Note: iSchool requires that students earn a B in this course. If the grade is less than B (B- or lower) after the first attempt you will be placed on administrative probation.  You must repeat the class the following semester. If -on the second attempt- you do not pass the class with a grade of B or better (not B- but B) you will be disqualified.

Course Requirements

Complete INFO 203 Online Learning: Tools and Strategies for Success. This is a mandatory 1 unit course that introduces students to the various e-learning tools used in the iSchool program, including Canvas.  For more information, see INFO 203 Online Learning.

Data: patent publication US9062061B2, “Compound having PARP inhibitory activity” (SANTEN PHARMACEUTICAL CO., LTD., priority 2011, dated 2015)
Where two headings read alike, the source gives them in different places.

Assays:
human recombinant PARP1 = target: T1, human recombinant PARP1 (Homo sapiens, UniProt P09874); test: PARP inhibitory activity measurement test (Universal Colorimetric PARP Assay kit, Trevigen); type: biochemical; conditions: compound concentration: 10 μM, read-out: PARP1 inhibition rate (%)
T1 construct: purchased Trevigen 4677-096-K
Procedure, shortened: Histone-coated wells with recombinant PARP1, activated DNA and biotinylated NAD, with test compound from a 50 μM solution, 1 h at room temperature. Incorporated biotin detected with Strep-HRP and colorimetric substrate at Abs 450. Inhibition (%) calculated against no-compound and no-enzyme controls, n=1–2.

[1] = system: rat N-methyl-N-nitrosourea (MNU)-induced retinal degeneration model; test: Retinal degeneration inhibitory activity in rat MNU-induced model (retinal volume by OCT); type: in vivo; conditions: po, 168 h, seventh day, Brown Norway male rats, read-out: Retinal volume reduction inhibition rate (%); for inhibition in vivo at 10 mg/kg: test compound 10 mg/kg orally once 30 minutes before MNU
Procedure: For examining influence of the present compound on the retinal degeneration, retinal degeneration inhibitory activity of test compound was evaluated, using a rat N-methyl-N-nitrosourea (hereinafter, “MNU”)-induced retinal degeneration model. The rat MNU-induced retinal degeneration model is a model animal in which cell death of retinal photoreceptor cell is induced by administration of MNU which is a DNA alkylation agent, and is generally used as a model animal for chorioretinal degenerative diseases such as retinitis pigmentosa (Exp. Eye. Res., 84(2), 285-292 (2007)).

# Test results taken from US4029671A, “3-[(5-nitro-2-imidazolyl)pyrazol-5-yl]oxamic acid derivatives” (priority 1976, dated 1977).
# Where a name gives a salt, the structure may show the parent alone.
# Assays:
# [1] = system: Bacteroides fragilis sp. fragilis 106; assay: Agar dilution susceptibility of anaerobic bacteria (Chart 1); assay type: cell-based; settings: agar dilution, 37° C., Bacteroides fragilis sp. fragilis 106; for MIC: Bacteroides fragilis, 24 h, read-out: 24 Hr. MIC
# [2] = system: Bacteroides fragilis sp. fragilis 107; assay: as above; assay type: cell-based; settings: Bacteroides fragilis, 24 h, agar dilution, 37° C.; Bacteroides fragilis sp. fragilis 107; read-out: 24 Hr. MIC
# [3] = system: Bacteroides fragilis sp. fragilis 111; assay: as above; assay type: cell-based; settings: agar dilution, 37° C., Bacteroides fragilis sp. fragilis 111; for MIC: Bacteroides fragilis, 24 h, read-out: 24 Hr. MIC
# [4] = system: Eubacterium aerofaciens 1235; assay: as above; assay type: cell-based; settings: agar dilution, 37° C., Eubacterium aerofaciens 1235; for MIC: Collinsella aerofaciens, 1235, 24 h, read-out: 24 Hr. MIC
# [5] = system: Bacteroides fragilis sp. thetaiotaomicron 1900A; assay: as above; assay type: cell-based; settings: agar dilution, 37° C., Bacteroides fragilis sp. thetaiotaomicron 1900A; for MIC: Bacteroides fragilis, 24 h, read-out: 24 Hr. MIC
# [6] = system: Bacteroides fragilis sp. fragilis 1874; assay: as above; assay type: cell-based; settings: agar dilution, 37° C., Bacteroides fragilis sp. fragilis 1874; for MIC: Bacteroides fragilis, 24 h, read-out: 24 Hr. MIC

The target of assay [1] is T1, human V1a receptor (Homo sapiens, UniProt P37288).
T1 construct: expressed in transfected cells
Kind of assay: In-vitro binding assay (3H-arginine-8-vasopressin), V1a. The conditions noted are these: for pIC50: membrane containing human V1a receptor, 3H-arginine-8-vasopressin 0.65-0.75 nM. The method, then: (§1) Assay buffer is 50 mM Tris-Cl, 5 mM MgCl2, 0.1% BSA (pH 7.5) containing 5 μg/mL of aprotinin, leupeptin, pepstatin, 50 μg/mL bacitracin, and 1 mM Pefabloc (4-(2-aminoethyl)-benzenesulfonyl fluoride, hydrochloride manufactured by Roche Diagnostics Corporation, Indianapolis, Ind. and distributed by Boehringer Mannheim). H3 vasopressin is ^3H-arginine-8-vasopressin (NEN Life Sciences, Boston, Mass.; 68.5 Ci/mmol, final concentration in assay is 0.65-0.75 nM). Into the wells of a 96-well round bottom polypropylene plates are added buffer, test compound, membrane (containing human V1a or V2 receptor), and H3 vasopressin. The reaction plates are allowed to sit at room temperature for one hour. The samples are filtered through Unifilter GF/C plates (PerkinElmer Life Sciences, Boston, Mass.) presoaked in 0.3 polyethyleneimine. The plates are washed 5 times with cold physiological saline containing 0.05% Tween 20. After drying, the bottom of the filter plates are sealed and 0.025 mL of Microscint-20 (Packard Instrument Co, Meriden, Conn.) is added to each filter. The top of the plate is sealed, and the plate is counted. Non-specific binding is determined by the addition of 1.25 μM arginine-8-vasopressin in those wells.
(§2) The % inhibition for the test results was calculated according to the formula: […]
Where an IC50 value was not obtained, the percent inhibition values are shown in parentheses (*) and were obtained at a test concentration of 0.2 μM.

Writing Requirement
If the instructor finds that a student's writing is unacceptable, the instructor will require the student to sign up for online writing tutoring. The student will ask the tutor to confirm with the instructor that he or she is attending sessions.

Weekly Schedule and Activities

The semester will be broken into "Units".  Each unit will run for a duration of roughly 2 to 3 weeks.  Each week within the unit contains several activities, reading, discussions, online work, and collaboration.  Each unit will have one graded assignment. Units One through Four have graded assignments that account for 10 points each.  The weight of this accumulated 40 points will be 20% of your entire grade.

Inclusion Statement for this Course